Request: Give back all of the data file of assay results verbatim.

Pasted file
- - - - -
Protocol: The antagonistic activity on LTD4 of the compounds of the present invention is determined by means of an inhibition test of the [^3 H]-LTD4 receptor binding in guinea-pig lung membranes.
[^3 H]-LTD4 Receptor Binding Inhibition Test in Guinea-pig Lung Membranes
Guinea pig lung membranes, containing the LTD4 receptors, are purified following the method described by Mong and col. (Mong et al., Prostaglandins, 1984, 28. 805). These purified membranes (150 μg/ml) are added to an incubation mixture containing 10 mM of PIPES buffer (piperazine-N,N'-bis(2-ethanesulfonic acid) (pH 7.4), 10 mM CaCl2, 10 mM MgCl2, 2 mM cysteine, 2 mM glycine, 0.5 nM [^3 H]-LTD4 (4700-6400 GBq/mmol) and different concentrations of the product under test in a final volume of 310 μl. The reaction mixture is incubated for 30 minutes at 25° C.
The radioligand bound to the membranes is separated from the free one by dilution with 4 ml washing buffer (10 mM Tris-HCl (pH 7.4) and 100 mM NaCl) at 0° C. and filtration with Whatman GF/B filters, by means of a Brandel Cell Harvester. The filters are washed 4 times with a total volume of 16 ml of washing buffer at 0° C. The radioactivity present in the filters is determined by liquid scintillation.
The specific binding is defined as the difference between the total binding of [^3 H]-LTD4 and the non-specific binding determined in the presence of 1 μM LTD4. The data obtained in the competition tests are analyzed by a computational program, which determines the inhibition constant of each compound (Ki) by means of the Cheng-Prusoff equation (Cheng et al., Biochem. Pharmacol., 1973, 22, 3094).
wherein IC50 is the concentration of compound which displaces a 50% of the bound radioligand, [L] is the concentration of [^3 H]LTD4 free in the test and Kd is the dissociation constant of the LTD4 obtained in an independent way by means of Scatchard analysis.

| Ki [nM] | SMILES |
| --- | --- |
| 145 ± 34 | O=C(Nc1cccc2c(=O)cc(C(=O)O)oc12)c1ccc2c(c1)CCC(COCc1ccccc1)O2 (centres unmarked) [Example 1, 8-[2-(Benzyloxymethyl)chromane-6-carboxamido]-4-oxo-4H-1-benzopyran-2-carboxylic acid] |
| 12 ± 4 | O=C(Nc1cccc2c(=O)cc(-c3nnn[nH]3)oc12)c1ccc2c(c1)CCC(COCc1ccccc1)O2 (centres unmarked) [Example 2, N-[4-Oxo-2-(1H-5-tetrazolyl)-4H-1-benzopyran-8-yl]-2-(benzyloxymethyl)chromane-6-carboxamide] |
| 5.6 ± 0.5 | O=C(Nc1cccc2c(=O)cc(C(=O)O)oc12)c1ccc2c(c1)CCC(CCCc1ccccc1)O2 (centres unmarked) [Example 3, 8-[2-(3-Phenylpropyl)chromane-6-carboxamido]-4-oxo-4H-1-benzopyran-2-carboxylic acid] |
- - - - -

Protocol: The antagonistic activity on LTD4 of the compounds of the present invention is determined by means of an inhibition test of the [^3 H]-LTD4 receptor binding in guinea-pig lung membranes.
[^3 H]-LTD4 Receptor Binding Inhibition Test in Guinea-pig Lung Membranes
Guinea pig lung membranes, containing the LTD4 receptors, are purified following the method described by Mong and col. (Mong et al., Prostaglandins, 1984, 28. 805). These purified membranes (150 μg/ml) are added to an incubation mixture containing 10 mM of PIPES buffer (piperazine-N,N'-bis(2-ethanesulfonic acid) (pH 7.4), 10 mM CaCl2, 10 mM MgCl2, 2 mM cysteine, 2 mM glycine, 0.5 nM [^3 H]-LTD4 (4700-6400 GBq/mmol) and different concentrations of the product under test in a final volume of 310 μl. The reaction mixture is incubated for 30 minutes at 25° C.
The radioligand bound to the membranes is separated from the free one by dilution with 4 ml washing buffer (10 mM Tris-HCl (pH 7.4) and 100 mM NaCl) at 0° C. and filtration with Whatman GF/B filters, by means of a Brandel Cell Harvester. The filters are washed 4 times with a total volume of 16 ml of washing buffer at 0° C. The radioactivity present in the filters is determined by liquid scintillation.
The specific binding is defined as the difference between the total binding of [^3 H]-LTD4 and the non-specific binding determined in the presence of 1 μM LTD4. The data obtained in the competition tests are analyzed by a computational program, which determines the inhibition constant of each compound (Ki) by means of the Cheng-Prusoff equation (Cheng et al., Biochem. Pharmacol., 1973, 22, 3094).
wherein IC50 is the concentration of compound which displaces a 50% of the bound radioligand, [L] is the concentration of [^3 H]LTD4 free in the test and Kd is the dissociation constant of the LTD4 obtained in an independent way by means of Scatchard analysis.

| Ki [nM] | SMILES |
| --- | --- |
| 145 ± 34 | O=C(Nc1cccc2c(=O)cc(C(=O)O)oc12)c1ccc2c(c1)CCC(COCc1ccccc1)O2 (centres unmarked) [Example 1, 8-[2-(Benzyloxymethyl)chromane-6-carboxamido]-4-oxo-4H-1-benzopyran-2-carboxylic acid] |
| 12 ± 4 | O=C(Nc1cccc2c(=O)cc(-c3nnn[nH]3)oc12)c1ccc2c(c1)CCC(COCc1ccccc1)O2 (centres unmarked) [Example 2, N-[4-Oxo-2-(1H-5-tetrazolyl)-4H-1-benzopyran-8-yl]-2-(benzyloxymethyl)chromane-6-carboxamide] |
| 5.6 ± 0.5 | O=C(Nc1cccc2c(=O)cc(C(=O)O)oc12)c1ccc2c(c1)CCC(CCCc1ccccc1)O2 (centres unmarked) [Example 3, 8-[2-(3-Phenylpropyl)chromane-6-carboxamido]-4-oxo-4H-1-benzopyran-2-carboxylic acid] |